I subscribe to your email list (which is great, by the way) and just got your message about journaling as a cure for “phase blindness.” I’m very familiar with the phenomenon because I tend to forget many details of my depressive episodes when I’m well, which unfortunately means I also forget the coping strategies I developed. That’s one of the reasons I signed up for your course. What other things do you plan to address in Rawness of Remembering?
Realizing that phase blindness exists (and giving it a name) was a big game-changer for me. To describe it, briefly: phase blindness occurs when I forget the experience of whatever phase I am not in at the time: I’m happy and I’ve forgotten what it’s like to be depressed/manic/psychotic; I’m not doing well and can’t imagine feeling okay again. Journaling is, as you’ve mentioned, one of the best ways I’ve found to record those phases for future reference. Other things I’ll address in Rawness of Remembering are concrete ways to find wonder when everything seems horrible. And something else that is really important to me, which is finding accurate words for feelings. As a word geek, and the partner of someone who reads the OED for fun, I think words for feelings are normally too limited. We’re happy, sad, angry, whatever. Those are a few of things I’ll be addressing in the class.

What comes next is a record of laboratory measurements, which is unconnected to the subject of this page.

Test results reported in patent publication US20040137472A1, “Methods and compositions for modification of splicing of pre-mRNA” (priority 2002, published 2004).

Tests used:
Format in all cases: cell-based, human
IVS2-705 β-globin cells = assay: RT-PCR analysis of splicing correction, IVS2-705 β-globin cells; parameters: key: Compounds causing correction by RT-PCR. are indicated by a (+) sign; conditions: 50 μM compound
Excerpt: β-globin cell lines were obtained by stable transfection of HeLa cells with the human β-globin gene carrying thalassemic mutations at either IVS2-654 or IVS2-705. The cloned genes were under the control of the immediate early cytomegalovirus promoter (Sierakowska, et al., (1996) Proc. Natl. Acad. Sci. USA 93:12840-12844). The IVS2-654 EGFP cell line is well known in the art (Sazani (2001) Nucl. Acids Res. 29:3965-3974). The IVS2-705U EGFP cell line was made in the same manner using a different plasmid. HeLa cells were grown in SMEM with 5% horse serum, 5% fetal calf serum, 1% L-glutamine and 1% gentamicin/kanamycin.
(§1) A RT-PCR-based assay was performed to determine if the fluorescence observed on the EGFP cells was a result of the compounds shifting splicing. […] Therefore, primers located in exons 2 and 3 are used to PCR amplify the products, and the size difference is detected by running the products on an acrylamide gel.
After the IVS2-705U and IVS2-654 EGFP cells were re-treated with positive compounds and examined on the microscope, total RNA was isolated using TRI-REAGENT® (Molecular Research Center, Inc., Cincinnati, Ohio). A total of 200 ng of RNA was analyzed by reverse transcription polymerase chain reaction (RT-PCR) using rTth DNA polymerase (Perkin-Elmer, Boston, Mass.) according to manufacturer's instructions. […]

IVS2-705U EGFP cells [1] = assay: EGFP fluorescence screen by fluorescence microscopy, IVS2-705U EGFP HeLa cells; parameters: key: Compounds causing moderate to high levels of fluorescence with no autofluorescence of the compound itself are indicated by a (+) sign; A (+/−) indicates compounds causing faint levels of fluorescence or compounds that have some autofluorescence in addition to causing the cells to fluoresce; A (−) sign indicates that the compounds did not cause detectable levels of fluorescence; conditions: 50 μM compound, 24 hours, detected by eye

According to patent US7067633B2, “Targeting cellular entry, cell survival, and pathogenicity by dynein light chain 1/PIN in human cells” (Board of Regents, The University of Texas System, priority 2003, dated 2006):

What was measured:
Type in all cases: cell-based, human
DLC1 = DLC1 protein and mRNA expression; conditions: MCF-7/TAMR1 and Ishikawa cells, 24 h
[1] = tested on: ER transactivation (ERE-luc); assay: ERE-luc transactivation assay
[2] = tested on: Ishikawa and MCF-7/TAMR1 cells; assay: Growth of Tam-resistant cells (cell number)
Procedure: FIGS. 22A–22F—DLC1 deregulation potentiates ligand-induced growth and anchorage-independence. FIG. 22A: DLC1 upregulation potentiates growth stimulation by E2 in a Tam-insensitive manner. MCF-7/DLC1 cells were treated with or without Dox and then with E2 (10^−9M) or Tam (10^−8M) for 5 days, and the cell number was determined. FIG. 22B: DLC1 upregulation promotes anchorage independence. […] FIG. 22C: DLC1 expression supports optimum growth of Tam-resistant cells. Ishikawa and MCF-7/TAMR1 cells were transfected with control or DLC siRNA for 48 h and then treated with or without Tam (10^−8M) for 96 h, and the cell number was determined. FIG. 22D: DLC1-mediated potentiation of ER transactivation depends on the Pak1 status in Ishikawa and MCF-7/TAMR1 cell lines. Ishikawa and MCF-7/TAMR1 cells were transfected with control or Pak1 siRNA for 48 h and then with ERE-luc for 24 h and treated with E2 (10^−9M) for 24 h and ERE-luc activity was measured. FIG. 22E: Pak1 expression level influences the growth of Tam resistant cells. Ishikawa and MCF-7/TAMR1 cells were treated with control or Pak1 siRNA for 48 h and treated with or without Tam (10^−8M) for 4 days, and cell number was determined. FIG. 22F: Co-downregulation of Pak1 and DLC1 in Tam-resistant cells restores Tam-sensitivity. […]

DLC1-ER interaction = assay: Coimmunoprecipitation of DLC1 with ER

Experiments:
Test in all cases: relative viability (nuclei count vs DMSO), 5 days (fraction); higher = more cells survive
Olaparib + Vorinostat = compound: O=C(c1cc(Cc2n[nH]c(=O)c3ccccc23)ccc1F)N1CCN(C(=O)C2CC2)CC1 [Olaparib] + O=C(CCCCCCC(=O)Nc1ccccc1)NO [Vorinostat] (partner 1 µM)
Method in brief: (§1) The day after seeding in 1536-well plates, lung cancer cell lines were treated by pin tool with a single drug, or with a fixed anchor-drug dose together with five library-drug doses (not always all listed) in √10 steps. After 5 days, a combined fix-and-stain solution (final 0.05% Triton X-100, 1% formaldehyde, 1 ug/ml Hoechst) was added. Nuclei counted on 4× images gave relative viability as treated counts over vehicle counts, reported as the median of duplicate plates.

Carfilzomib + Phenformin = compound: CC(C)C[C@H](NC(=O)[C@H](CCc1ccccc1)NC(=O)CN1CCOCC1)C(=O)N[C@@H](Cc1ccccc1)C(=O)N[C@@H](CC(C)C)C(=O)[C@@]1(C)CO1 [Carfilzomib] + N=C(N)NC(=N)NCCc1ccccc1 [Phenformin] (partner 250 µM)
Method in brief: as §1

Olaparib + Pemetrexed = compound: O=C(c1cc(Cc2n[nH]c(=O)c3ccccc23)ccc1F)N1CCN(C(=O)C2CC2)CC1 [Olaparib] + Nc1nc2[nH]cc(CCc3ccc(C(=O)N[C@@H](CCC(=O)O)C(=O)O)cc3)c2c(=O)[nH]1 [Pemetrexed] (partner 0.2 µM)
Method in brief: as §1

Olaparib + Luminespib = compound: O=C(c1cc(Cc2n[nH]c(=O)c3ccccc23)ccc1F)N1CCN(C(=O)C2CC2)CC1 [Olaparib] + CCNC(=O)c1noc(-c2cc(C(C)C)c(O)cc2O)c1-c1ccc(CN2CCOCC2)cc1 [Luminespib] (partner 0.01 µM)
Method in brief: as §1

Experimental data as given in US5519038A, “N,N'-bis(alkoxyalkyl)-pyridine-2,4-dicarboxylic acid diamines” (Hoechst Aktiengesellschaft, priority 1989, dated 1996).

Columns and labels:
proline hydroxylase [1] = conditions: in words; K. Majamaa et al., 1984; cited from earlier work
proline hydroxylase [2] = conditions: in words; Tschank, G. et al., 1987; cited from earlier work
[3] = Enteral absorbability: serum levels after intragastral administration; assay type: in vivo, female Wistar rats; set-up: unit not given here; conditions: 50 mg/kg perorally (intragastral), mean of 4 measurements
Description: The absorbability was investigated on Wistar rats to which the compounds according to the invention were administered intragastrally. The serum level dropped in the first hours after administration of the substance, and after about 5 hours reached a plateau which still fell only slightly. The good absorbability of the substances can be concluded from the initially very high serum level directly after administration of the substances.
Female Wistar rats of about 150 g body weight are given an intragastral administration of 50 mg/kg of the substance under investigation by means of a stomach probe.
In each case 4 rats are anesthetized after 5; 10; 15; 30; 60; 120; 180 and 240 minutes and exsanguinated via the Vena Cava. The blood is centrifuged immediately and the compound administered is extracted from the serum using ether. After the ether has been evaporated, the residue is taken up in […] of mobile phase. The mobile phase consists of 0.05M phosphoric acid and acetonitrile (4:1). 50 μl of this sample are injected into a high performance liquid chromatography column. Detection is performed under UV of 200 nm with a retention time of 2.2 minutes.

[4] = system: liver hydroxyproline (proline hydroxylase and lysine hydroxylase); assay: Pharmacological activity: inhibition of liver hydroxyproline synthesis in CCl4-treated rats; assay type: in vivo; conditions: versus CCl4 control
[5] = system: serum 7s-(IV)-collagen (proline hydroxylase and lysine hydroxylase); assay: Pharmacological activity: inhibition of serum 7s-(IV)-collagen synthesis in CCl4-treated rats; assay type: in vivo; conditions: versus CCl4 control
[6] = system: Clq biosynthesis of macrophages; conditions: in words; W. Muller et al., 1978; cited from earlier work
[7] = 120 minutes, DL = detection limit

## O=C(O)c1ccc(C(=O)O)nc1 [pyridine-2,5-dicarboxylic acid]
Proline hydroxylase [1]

Can you tell me about how people who take “Rawness of Remembering” will be able to interact with you and one another? Why is creating a community around the course important to you?
The best online courses I’ve ever taken — and I’ve taken quite a few — are the ones where the teacher is incredibly involved with the students. The worst ones that I’ve taken, no matter how excellent the material, has alway disappointed me if the teacher is barely in the Facebook group, or the Flickr community, or whatever the forum is. Rawness of Remembering uses a private Facebook group, which utilizes a website that I tend to loathe, but it’s the best thing I’ve found so far — and I’m going to be there a lot. Community is important for anyone going through a difficult time, but building a community while working toward healing is even more important to me. I want people to feel comfortable with sharing how their experiences have changed them. I want people to be okay with saying, “I tried today’s lesson, and this is how it did or did not work for me.” If it didn’t work for them, I want to be able to jump in and suggest three things that might work instead; I also want other students to be able to jump in and say, “Hey, I’m glad you mentioned that, because I tried it also, and this nuanced bit that I added really helped me.” Without the community, none of that would be possible.